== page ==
In his article "Restless Guatemalans Lured by Strongman: Discipline Upstaging Democracy" {news story, July 23}, Lee Hockstader used the words "democracy" or "democratic" 13 times. But he didn't define the terms other than to use them to refer to the period of civilian presidency since Vinicio Cerezo was inaugurated in January of 1986. Hockstader said that many Guatemalans are sick of democracy and are looking to retired general Rios Montt to rescue them from it.

Rios Montt, the "strongman" in the headline, came to power in 1982 through a coup and reigned with an iron fist until he was deposed by a coup the following year. He presided over one of the most brutal periods in modern Guatemalan history. While he did seemingly bring "law and order" to the cities (often through extremely harsh means), rural peasants, who make up a majority of the Guatemalan population yet hold almost no power, suffered wholesale murder, "disappearances," torture, massacres and forced labor at the hands of his security forces. His rule was part of the period known to Guatemalans as "La Violencia" (the violence).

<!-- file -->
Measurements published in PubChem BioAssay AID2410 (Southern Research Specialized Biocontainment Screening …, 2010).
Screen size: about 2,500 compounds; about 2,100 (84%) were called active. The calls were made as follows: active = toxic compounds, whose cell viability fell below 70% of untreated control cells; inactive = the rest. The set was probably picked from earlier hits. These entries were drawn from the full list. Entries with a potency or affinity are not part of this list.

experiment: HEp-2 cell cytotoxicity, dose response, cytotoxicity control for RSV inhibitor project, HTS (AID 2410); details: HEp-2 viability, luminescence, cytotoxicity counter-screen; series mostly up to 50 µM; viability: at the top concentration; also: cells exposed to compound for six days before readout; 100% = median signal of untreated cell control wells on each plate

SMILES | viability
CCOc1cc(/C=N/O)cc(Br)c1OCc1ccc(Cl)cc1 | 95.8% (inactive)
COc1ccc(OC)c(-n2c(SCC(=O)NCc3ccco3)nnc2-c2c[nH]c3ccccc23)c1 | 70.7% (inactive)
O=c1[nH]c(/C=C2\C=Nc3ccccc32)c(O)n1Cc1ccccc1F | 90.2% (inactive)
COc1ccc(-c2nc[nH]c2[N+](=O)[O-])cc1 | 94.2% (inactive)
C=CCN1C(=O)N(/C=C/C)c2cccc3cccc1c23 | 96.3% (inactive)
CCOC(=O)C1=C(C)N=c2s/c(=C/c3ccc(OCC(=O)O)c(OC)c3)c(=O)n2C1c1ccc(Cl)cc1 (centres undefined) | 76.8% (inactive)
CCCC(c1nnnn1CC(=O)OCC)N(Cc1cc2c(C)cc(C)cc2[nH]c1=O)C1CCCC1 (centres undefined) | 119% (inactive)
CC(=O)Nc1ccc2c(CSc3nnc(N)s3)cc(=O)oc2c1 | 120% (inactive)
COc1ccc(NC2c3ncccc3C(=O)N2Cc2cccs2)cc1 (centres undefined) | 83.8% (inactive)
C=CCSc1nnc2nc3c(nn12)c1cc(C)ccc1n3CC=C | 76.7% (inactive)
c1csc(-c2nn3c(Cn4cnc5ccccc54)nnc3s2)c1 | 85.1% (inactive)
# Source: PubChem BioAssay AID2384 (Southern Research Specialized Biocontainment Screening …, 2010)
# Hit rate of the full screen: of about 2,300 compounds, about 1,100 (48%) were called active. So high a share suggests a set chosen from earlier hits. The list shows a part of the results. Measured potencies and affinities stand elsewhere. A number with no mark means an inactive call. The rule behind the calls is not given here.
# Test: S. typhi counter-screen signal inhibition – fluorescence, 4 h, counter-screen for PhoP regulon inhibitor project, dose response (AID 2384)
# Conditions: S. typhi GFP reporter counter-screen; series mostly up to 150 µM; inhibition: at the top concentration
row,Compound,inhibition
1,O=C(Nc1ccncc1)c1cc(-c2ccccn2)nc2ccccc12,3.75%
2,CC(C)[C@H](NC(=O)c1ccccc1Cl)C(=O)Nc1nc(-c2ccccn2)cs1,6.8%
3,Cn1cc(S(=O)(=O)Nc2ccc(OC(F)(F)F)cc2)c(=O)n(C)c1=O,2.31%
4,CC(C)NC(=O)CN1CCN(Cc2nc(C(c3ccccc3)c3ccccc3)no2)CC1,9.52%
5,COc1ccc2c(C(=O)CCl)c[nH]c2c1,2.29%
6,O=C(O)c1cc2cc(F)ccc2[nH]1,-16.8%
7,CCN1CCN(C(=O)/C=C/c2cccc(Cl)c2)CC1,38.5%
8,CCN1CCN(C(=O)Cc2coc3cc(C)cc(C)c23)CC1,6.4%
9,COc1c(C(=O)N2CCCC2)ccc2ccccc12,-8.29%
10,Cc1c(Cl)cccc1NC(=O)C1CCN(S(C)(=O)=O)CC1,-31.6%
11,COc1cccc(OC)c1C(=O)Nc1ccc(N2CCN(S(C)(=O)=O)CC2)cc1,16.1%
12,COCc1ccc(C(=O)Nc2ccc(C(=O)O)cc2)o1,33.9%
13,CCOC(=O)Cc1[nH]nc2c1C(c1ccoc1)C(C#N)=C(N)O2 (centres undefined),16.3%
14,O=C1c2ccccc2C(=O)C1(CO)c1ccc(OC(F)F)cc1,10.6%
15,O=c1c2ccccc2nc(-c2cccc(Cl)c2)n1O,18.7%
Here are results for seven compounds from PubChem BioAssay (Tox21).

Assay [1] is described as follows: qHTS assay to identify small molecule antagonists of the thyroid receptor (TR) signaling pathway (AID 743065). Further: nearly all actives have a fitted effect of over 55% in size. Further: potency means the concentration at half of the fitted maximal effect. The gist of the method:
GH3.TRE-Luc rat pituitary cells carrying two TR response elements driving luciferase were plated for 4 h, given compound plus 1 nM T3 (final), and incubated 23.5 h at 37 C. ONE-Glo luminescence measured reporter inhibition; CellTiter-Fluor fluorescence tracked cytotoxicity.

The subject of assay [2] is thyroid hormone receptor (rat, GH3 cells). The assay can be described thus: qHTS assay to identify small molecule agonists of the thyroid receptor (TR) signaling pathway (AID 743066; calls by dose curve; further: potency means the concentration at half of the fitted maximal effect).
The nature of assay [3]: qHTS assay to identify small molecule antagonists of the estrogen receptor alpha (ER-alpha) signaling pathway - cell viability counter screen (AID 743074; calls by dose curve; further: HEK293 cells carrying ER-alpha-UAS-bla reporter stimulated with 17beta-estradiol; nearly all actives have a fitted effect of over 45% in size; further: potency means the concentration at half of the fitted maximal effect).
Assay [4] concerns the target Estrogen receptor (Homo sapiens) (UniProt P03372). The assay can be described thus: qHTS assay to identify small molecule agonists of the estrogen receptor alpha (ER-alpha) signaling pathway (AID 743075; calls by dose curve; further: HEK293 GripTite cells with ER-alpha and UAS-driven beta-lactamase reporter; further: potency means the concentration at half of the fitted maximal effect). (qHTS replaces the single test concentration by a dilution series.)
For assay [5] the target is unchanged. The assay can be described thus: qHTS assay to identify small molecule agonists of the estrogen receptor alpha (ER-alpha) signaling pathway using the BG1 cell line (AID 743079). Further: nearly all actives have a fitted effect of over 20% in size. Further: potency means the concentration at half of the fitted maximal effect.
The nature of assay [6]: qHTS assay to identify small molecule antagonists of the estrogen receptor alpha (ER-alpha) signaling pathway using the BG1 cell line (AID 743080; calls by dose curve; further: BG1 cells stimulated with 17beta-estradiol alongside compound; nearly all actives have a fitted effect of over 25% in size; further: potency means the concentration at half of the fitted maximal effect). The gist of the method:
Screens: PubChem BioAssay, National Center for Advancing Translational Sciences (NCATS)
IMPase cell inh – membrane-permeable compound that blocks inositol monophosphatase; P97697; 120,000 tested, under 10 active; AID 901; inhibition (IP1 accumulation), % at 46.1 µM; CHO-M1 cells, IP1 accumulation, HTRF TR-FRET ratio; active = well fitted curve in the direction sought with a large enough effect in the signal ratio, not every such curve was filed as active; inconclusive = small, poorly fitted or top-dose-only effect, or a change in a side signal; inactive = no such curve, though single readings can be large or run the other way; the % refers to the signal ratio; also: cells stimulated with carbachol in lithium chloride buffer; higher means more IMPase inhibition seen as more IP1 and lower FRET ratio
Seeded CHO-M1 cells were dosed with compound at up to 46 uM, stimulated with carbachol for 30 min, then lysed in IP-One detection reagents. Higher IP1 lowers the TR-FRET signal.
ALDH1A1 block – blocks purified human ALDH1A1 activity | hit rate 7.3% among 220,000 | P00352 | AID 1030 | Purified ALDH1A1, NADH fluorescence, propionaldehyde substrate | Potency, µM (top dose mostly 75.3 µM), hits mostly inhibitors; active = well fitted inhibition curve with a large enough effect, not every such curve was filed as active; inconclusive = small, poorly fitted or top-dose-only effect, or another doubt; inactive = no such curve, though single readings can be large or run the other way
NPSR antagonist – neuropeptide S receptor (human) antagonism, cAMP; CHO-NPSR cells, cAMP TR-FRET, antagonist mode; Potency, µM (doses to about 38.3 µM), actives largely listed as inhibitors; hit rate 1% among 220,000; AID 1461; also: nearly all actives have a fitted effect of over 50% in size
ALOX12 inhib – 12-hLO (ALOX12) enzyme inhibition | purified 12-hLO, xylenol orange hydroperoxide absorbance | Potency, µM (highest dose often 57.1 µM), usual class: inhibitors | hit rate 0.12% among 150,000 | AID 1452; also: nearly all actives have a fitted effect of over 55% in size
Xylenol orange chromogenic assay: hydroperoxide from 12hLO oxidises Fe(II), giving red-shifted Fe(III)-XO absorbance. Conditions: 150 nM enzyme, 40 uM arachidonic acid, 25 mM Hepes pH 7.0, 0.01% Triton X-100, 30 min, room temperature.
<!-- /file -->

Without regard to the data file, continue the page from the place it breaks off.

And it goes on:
Hockstader implied that Guatemala has been a democracy under Cerezo. But Funk & Wagnalls Standard Desk Dictionary defines "democracy" as "a form of government in which political power resides in all the people and is exercised by them directly or is given to elected representatives." The holding of elections is hardly proof that Guatemala is democratic.

Cerezo has never been willing and/or able to take power out of the hands of the Guatemalan military elite. What Guatemalans have had under Cerezo is not democracy, but corruption, continued military repression and economic chaos.

Hockstader gave "democracy" almost as bad a name as did President Ronald Reagan, when in 1982 he said Rios Montt was "totally dedicated to democracy in Guatemala."

-- Alice Zachmann

The writer is coordinator of the Guatemala Human Rights Commission.